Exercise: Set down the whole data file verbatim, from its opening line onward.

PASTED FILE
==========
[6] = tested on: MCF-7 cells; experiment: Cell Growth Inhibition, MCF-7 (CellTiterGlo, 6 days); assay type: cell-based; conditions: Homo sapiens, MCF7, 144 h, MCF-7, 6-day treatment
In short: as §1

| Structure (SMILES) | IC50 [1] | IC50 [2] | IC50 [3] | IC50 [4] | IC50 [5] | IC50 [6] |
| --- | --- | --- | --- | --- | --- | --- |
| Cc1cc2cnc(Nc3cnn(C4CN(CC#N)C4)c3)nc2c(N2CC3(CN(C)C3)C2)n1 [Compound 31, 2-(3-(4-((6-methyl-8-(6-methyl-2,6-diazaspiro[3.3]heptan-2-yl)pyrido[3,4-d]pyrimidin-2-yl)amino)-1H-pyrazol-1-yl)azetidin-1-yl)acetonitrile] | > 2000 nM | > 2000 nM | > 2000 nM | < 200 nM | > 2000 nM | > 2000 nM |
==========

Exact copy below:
[6] = tested on: MCF-7 cells; experiment: Cell Growth Inhibition, MCF-7 (CellTiterGlo, 6 days); assay type: cell-based; conditions: Homo sapiens, MCF7, 144 h, MCF-7, 6-day treatment
In short: as §1

| Structure (SMILES) | IC50 [1] | IC50 [2] | IC50 [3] | IC50 [4] | IC50 [5] | IC50 [6] |
| --- | --- | --- | --- | --- | --- | --- |
| Cc1cc2cnc(Nc3cnn(C4CN(CC#N)C4)c3)nc2c(N2CC3(CN(C)C3)C2)n1 [Compound 31, 2-(3-(4-((6-methyl-8-(6-methyl-2,6-diazaspiro[3.3]heptan-2-yl)pyrido[3,4-d]pyrimidin-2-yl)amino)-1H-pyrazol-1-yl)azetidin-1-yl)acetonitrile] | > 2000 nM | > 2000 nM | > 2000 nM | < 200 nM | > 2000 nM | > 2000 nM |